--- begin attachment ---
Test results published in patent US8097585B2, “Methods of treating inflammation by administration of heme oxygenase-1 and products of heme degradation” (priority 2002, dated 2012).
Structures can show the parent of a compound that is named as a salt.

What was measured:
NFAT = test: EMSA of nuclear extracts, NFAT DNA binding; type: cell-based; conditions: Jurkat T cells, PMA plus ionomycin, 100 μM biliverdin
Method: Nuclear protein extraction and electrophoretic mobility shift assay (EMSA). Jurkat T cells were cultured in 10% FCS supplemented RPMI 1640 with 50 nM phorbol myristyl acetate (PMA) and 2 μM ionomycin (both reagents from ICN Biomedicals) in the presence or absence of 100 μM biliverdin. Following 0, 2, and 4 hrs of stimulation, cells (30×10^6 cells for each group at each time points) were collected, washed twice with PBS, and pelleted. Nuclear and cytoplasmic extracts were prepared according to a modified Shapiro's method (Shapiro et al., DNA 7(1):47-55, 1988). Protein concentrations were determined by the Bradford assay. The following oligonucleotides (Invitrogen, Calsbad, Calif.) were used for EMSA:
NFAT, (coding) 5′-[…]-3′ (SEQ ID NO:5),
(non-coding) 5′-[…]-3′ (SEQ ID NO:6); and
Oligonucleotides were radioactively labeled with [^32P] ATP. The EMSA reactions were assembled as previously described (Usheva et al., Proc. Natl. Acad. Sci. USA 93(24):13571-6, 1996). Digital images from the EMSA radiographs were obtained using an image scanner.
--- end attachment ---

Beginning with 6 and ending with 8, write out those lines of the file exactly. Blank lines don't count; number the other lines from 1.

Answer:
NFAT, (coding) 5′-[…]-3′ (SEQ ID NO:5),
(non-coding) 5′-[…]-3′ (SEQ ID NO:6); and
Oligonucleotides were radioactively labeled with [^32P] ATP. The EMSA reactions were assembled as previously described (Usheva et al., Proc. Natl. Acad. Sci. USA 93(24):13571-6, 1996). Digital images from the EMSA radiographs were obtained using an image scanner.